Borrowing from afro-pessimist works on the condition of being human, we may reconsider Zionism as a civilizational project that reifies the ineligibility of Jews for European whiteness even as it divests Palestinians of any material or metaphysical value. As a derivative of Enlightenment Europe, Zionist nationalism reproduced the polarized binaries of the superior, enlightened West and the inferior, primitive East. It claimed that Jews as a national entity belonged to the superior, enlightened West despite their geographical origins in the East, and sought to enlighten (read: colonize) its primitive peoples. Accordingly, Zionist ideology inferiorized the non-Western Jew, and aimed to civilize her by erasing her difference, just as Enlightenment Europe had sought to do with its Jewish population. It combated anti-Jewish bigotry by internalizing and reproducing it.

The nationalization of Judaism (Israel refuses to recognize an “Israeli” nationality, only a Jewish one, as confirmed by the Supreme Court in the Ornan case) nevertheless ascribed significant value to Eastern and African Jewish identity; they remained superior to the Palestinian native. Zionism consecrated Jewish nationality in law and strictly regulated its acquisition and the myriad entitlements that flow from it. Palestinians who lacked Jewish nationality were not eligible for rehabilitation, or whiteness, at all, and had to be removed, dispossessed, and/or contained. The Palestinian body, as a site of exploitation, dispossession, and precarity, lacks material value. The value of Jewish nationality, and, by extension, Israeli Whiteness, directly correlates to the deprivation of Palestinian land, presence, and nationhood. Structurally, therefore, the approximation of whiteness within Israel necessitates the ongoing deprivation of Palestinians. And the deprivation of Palestinians reproduces and reifies the logic constitutive of Israel’s racial hierarchal regime.

Settler-decolonization affords an opportunity for emancipation from the fundamental assumptions of white supremacy by addressing the very racial logics that presuppose Jewish inferiority to European Whiteness. Destruction of the colonial relation that facilitates systematic Palestinian deprivation should thus subvert those disfiguring oriental tropes that positioned Jews as outsiders in Europe and, later, as colonial masters in the Middle East. Such a movement aims not only to unsettle a native-settler relationship, but also to unsettle the system of stratified value measured against it. Under such a framework, Jews are able to resist, rather than embody, the racial logics that produced their exclusion within Europe and that continue to stratify Israeli society.

This is also a worthwhile inquiry in light of the resurgence of Black-Palestinian solidarity. It helps navigate the responsibilities that may inhere to the Palestinian movements claiming such solidarities. For example, without scrutinizing the modalities of anti-blackness, non-black Palestinians may risk reifying these institutionalized systems of dehumanization. Palestinian proximity to social death makes Palestinians the non-human, figurative black body in this moment in Israel/Palestine. However, unlike their Afro-Palestinian, Afro-Arab, Afro-Israeli, and African diaspora counterparts more generally, this status is contingent rather than global. Like the Eastern Jews who are eligible for modified whiteness within a Zionist schema, Palestinians view national sovereignty as means for their own aspirations to contingent whiteness. There is therefore an inherent risk within the Palestinian movement for settler-decolonization of reifying anti-blackness: in seeking to overthrow the yolk of Zionist settler-colonization without addressing the racist logics motivating its annihilationist assumptions, Palestinians risk restoring indigenous sovereignty and reproducing the same state structures predicated on dehumanizing a putative other. Not all settlers are the same. Removing the settler without combating the supremacist logics that facilitated her presence risks leaving those logics intact.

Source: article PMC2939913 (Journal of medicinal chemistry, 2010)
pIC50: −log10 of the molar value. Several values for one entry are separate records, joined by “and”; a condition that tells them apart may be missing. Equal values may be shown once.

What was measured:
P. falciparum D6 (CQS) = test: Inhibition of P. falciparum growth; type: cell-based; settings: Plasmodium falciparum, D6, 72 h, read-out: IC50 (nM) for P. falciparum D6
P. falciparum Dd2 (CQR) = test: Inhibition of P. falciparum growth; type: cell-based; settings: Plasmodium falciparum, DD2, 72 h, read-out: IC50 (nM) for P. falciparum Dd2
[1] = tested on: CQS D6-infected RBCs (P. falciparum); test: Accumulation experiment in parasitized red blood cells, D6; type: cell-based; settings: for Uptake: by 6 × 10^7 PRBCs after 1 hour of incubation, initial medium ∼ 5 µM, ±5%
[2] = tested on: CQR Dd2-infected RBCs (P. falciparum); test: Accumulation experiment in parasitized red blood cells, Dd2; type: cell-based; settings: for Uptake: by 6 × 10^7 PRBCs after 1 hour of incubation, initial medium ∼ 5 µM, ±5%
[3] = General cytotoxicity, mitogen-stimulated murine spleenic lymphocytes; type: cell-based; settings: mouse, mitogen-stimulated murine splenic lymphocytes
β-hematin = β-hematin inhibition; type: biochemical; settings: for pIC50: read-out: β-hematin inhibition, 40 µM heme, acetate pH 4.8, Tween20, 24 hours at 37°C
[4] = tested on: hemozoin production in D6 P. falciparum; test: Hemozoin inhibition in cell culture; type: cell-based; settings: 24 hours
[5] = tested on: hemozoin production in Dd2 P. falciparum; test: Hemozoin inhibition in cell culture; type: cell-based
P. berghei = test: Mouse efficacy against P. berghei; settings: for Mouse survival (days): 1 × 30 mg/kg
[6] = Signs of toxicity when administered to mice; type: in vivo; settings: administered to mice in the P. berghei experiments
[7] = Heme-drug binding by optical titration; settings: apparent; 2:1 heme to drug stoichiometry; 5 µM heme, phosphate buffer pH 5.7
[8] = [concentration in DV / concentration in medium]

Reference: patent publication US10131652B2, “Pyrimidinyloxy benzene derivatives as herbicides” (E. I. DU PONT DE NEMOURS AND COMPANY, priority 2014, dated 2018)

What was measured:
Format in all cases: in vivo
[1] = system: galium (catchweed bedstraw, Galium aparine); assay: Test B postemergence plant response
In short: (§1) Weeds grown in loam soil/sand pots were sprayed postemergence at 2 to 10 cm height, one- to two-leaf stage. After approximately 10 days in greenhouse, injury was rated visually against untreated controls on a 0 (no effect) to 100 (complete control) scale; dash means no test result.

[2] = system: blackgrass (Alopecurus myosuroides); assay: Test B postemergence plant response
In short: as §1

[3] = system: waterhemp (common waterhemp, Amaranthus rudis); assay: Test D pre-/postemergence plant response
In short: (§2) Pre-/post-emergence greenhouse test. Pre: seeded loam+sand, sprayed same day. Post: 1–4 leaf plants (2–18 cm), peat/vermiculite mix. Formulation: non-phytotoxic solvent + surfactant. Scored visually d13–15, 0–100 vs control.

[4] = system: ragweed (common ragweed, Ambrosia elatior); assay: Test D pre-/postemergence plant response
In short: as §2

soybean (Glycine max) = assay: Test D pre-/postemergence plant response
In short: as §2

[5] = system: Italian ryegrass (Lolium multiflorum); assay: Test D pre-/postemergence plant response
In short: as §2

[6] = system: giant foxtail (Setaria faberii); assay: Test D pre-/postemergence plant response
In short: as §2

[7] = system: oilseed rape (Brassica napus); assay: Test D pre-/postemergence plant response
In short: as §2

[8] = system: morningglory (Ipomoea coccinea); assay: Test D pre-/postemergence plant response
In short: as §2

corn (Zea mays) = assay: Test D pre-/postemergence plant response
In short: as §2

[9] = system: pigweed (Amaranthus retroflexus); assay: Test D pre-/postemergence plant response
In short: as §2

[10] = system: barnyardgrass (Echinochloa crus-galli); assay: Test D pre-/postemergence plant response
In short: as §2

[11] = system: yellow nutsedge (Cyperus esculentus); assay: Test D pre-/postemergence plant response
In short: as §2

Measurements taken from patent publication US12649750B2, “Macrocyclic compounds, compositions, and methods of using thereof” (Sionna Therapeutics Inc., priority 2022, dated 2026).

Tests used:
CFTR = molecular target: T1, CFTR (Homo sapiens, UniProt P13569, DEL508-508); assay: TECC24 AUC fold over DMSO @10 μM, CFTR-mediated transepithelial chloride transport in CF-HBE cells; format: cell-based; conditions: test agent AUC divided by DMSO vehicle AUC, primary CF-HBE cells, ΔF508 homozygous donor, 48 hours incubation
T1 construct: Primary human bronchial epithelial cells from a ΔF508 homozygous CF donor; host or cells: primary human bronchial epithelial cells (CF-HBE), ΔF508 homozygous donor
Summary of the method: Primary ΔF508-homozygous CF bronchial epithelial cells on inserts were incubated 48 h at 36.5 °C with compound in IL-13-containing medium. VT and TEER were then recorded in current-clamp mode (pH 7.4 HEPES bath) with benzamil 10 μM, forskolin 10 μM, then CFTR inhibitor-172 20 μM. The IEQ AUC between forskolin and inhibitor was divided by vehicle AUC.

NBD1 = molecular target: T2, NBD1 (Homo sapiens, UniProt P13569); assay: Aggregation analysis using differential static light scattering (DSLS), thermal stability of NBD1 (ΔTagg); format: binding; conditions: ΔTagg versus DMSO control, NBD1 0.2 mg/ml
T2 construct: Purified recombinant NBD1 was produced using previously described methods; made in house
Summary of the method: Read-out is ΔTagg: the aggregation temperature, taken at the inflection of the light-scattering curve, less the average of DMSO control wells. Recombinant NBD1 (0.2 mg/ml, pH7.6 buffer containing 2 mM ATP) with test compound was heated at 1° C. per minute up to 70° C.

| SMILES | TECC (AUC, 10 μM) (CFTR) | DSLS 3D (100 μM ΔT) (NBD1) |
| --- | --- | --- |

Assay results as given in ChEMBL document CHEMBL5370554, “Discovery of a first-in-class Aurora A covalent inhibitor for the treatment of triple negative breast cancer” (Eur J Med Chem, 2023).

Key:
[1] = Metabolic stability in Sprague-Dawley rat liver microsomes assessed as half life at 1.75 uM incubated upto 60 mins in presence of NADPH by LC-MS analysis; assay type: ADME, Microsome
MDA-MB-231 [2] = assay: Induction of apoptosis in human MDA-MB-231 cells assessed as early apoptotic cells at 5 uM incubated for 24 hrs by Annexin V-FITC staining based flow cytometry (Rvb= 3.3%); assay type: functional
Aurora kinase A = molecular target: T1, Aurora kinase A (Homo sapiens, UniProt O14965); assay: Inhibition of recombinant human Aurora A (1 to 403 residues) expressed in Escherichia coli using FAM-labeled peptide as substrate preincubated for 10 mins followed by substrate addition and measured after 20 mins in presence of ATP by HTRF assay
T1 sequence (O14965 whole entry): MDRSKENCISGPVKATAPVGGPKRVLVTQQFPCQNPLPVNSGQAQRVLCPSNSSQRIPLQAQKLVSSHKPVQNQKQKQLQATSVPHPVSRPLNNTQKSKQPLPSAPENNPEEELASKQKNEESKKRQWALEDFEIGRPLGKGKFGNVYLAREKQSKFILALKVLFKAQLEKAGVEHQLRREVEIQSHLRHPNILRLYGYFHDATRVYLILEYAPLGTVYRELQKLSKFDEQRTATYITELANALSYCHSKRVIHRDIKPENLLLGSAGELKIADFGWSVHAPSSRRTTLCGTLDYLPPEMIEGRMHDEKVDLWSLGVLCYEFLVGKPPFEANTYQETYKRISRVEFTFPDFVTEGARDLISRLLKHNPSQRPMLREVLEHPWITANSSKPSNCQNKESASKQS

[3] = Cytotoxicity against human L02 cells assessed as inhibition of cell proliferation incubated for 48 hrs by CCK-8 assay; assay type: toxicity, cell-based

Mapping possible strategies and frameworks that address these risks is a critical task for the Palestinian movement. Worthwhile questions include what is the proper place of African Jewish-Israelis and African asylum-seekers in an anti-Zionist framework? What are the possibilities and limitations of coalition with Middle Eastern Jews? How does attention to or elision of Afro-Palestinian communities inform understandings of Palestinian liberation? These are all questions that help to guide our thinking beyond the Palestinian exception and to use the practice of Palestinian struggle and resistance as a platform for addressing liberation not just for a nation, but, more broadly, for humanity’s expendable populations. 

For further reading: Noura Erakat, Whiteness as Property in Israel: Revival, Rehabilitation, and Removal, 31 Harv. J.Racial & Ethnic Just. 69 (2015).

[This essay was originally published on the Nakba Files.]